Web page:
Egg donation is an important reproductive issue which raises many questions which impact decision-making and basic medical ethics. There are ethical implications related to egg donation which may be based upon financial implications, thereby creating an environment in which this practice becomes big business rather than a means of enabling individuals to conceive children. Therefore, this alternative is not conducive to practical ethical decision-making and may be observed as an infringement upon individual rights. It is important to address these issues because egg donation is an ethical issue of critical importance to prospective donors, recipients, and the medical community. This practice requires further analysis and consideration to determine how to best manage the outcomes related to egg donation and how this raises ethical concerns in some individuals and groups.
Egg donation poses a challenge to individuals because it impacts autonomy in that uninformed consent may be observed and there is less individual freedom in decision-making (Stanford University). Justice is unequal in egg donation because only those who can afford to have treatment are typically able to move forward, while others must wait and may not have the ability to conceive for medical or financial reasons (Stanford University). For donors, they must undergo an invasive procedural method, thereby creating a situation involving maleficence because they face risk and harm with this procedure, including scarring and the risk of ovarian cancer (Stanford University). Therefore, there is little benefit to this procedure from this perspective and compromises the health of those who donate, regardless of their reasons for doing so. From an ethical perspective, this is highly questionable behavior and has a potentially devastating impact on individuals if they experience complications that lead to greater harm (Boylan, 2013). It is important to weigh the ethical pros and cons of egg donation prior to making any decisions regarding this method because it may not lead to the desired effects.
Egg donation also creates other challenges with respect to the development of frameworks which impact access to this practice, particularly in countries where medical advancements are slower and are limited (Brezina & Zhao, 2012). At the same time, egg donation may not be ethically appropriate in some cultures, thereby leaving infertile couples without many options (Brezina & Zhao, 2012). There are risk factors associated with egg donation due to the risk of exposure of the donor’s identity, which may not be the preferred choice of the donor (Brezina & Zhao, 2012). In this capacity, there are risk factors for women who donate their eggs with the intent to support the greater good of this practice, while also recognizing that their principles may be compromised when this practice is taken for granted and used for financial gain (Brezina & Zhao, 2012). Therefore, the ethical nature of donation is questioned and creates a difficult situation for individual donors who participate in this process for altruistic reasons, but may be taken advantage of for financial purposes.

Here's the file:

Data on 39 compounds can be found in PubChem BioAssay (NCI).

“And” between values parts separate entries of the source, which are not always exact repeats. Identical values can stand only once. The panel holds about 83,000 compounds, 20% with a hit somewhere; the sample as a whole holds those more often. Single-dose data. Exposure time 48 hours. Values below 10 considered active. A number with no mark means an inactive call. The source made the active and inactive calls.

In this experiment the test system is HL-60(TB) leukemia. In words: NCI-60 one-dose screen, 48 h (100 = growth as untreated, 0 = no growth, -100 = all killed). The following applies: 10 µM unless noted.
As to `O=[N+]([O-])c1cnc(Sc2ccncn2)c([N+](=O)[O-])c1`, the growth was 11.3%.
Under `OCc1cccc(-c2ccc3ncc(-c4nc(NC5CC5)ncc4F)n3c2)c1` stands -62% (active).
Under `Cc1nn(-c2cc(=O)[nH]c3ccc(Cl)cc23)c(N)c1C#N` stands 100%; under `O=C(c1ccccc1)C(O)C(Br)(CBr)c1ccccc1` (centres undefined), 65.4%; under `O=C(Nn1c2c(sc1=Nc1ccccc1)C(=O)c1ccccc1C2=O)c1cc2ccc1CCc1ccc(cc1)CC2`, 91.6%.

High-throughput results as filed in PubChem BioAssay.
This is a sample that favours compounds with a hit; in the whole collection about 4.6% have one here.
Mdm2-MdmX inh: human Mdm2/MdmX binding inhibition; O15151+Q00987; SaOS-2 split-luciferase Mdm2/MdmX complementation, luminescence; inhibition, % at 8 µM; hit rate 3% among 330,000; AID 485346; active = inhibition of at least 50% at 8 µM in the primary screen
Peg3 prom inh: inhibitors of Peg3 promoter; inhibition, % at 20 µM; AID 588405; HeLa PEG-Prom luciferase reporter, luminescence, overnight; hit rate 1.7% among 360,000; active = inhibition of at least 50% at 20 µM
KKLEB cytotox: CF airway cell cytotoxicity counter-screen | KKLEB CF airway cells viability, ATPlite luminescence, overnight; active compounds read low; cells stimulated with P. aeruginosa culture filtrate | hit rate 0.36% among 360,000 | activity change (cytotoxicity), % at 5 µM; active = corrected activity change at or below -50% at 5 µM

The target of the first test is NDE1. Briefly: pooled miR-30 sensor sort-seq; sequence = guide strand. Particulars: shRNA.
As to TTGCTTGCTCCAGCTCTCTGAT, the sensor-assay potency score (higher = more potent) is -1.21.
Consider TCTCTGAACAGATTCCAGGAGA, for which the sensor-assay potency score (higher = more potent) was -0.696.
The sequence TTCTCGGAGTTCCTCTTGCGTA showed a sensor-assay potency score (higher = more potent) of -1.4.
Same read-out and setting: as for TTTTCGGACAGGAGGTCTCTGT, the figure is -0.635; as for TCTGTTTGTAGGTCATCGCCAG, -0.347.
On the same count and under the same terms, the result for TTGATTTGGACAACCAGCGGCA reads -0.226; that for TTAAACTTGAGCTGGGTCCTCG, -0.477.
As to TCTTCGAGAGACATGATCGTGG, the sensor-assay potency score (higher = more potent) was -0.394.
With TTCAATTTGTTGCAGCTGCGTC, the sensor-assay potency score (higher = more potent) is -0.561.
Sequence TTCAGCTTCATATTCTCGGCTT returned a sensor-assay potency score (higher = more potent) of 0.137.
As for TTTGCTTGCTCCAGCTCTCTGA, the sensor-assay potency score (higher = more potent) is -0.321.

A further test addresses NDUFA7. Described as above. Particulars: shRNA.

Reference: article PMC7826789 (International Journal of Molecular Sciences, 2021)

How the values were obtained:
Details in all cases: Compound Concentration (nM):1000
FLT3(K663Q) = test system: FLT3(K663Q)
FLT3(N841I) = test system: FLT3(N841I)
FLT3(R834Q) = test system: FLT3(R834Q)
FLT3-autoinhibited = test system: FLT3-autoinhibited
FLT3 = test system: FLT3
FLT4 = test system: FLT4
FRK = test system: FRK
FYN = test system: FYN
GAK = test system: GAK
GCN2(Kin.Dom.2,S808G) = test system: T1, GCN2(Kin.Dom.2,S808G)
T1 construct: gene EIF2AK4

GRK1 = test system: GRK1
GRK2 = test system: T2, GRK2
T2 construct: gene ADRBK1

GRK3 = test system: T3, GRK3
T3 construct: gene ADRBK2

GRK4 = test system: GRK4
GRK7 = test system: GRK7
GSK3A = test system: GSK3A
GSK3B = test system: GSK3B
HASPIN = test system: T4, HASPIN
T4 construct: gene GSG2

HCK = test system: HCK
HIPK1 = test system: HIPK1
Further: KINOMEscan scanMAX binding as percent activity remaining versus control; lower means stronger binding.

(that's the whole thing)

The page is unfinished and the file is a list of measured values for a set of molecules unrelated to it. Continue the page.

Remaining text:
Egg donation creates many ethical challenges for donors and for recipients in different ways. Donors may face the risk of exposure of their identities, along with risks related to the use of eggs for financial gain and not for the direct purpose of supporting infertility. In this context, the procedure is a direct infringement upon personal and medical ethics and poses many challenges for those who are directly affected by this process. It is important to address some of these ethical challenges and to determine how to overcome the risk of harm that may be a product of this practice. This will support egg donation for its intended purpose and will eliminate other factors which create ethical challenges related to this practice.